Widening Alabama Hwy 167 offers Gov. Ivey opportunity to connect rural Geneva County to Interstate Highway System says State Senator Chesteen
DOTHAN — Some beachgoers headed south from Montgomery to Panama City Beach, Fla. may be familiar with a backroad that allows travelers to avoid traffic on U.S. Highway 231 in Ozark, Dothan and Panama City, Fla. and instead takes them through Enterprise and Bonifay, Fla. before arriving on the west side of Panama City Beach.
That route, which begins in Troy, is formally known as Alabama Highway 167, which transitions to Florida Highway 79 at the Alabama-Florida state line. However, if policymakers in southeastern Alabama have their way, it could be improved to serve more than just a beach shortcut but an evacuation route for Panhandle Floridians and an economic development corridor Alabamians in rural Geneva County.
During an interview with Huntsville radio WVNN’s “The Jeff Poor Show” on Friday, State Sen. Donnie Chesteen (R-Geneva) explained how an effort was underway to promote a partnership with the Florida Department of Transportation to improve Alabama Highway 167 and Florida Highway 79 that would give Geneva County four-lane connectivity to the Interstate Highway System.
“For the last 25 years, there was talk of an I-10 connector here in the Wiregrass,” Chesteen said. “It’s been talked about and talked about, but nothing has been done. The natural corridor has been [Alabama Highway 167]. Recently, a group of us met with [Dothan Mayor] Mark Saliba and [Dothan Area Chamber of Commerce president] Matt Parker here in the Dothan area. And what’s really interesting now is the regional approach that has been taken in the Wiregrass. You know, we’re getting out of our silos, and we’re looking at now – we pretty much know the I-10 connector is not going to happen. So let’s take the existing infrastructure we have and look at expanding the capacity. That’s where 167 comes in.”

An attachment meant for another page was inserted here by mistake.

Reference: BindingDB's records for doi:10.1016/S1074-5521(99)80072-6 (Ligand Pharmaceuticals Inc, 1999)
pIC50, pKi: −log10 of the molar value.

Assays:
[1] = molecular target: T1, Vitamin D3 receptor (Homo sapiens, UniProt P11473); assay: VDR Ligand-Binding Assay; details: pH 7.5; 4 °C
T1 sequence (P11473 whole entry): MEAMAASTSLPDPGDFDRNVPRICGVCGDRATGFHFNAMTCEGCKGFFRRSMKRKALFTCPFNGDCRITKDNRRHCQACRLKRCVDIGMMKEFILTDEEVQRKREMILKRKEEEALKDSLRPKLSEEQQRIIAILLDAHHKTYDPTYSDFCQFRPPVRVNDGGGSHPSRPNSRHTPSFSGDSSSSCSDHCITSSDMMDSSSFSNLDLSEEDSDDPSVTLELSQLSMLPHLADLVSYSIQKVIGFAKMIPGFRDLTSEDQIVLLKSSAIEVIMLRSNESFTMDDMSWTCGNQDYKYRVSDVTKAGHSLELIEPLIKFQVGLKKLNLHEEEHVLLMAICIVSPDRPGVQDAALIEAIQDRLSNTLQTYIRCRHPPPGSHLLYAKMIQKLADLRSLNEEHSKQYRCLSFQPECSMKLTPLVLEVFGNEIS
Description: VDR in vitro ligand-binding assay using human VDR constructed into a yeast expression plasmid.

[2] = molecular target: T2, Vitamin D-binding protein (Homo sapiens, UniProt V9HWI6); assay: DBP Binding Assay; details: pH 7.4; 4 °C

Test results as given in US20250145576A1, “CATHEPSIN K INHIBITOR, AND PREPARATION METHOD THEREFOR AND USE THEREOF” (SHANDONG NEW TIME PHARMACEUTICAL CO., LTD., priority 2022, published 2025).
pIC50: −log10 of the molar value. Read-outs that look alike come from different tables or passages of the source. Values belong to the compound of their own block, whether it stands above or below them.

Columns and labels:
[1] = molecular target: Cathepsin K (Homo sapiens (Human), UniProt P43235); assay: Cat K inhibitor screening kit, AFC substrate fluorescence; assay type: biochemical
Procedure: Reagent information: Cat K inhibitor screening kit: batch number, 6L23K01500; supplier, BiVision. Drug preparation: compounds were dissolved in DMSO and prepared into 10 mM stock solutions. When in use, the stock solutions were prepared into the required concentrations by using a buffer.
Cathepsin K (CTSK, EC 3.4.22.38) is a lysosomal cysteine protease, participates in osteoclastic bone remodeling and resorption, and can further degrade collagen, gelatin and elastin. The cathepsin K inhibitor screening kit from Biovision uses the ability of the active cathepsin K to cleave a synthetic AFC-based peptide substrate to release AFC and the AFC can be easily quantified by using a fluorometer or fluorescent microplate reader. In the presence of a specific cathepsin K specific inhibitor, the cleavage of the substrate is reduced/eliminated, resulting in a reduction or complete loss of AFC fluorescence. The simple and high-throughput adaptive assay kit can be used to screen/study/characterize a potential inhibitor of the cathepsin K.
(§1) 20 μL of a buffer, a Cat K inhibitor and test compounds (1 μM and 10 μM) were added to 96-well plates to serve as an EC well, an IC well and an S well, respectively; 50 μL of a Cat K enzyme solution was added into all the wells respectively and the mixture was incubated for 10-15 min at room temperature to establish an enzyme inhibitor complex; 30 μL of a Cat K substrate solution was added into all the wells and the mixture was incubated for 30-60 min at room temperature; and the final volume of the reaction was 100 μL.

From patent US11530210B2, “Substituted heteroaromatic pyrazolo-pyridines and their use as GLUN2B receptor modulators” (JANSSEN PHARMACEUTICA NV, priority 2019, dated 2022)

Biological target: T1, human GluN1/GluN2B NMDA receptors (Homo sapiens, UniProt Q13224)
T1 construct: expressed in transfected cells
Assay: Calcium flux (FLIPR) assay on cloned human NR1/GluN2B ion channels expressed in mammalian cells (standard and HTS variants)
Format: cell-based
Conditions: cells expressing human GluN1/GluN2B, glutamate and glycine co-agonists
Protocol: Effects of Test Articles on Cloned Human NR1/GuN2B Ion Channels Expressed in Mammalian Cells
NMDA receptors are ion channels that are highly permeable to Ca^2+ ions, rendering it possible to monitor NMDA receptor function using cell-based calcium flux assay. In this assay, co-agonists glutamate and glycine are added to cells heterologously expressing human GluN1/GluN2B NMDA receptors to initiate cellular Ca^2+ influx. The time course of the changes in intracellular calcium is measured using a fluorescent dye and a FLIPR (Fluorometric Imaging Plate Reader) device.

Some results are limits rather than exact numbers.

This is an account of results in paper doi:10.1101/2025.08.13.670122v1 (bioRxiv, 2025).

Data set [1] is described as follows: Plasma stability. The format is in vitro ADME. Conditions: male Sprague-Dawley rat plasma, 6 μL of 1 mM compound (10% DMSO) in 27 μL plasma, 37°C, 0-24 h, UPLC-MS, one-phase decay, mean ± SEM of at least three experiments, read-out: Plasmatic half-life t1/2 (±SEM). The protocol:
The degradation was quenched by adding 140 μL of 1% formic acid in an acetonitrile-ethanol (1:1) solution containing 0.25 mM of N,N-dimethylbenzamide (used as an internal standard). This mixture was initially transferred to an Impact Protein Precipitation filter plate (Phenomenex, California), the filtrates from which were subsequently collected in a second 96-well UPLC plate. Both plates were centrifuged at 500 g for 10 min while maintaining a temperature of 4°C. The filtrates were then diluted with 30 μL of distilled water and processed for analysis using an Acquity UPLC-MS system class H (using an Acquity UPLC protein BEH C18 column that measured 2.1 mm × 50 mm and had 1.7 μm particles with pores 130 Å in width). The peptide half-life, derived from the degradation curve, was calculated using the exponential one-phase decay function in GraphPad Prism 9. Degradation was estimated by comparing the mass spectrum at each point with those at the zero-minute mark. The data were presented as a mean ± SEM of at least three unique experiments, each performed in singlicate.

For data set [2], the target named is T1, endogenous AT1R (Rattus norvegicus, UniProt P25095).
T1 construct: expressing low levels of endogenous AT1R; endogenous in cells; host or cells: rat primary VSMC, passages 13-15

“There’s 14 miles from Bonifay, Florida, where I-10 intersects with 79 to the Alabama state line,” he continued. “Our legislative delegation and the mayor of Dothan and another group went down and met with the Secretary of the Department of Transportation for the Panhandle of Florida – a very good meeting. Their comment was, ‘What is taking you guys so long?’ That’s our natural corridor. So we left there with a pretty good understanding that if we can commit at the state line working north, Florida will meet with us and work with us in the next year or so and look at starting from I-10 north. That was a very good meeting. Then we took that same group and met with Gov. [Kay] Ivey’s chief of staff Jo Bonner and [Alabama Department of Transportation director John] Cooper and talked about our meeting with Florida DOT. We have some opportunity. We’re getting some traction for the first time.”
According to Chesteen, Florida’s interest in the route’s improvements stems from the growth on the Florida Gulf Coast between Panama City and Pensacola.
“We’re hearing by the next 10 years, there will be another million people on the coast,” he said. “And Florida’s answer was we have to have another corridor to get people off the coast in the event of a [Hurricane] Michael or something like that because if you have never lived in area like this and have seen the influx of people coming off that coast, I mean it is bumper-to-bumper, every lane at a snail’s pace. So we have to have that capacity.”
The Geneva Republican also noted the project is an opportunity for Gov. Kay Ivey to check off another Alabama county in a quest to provide four-lane access to an Interstate, which in this case is Interstate Highway 10 in Florida.
“Governor Ivey is all about developing rural Alabama, helping rural Alabama,” Chesteen added. “This is another opportunity for her to be able to connect a rural county seven miles from basically Hartford, Alabama – seven miles to the state line, 14 miles to the interstate.”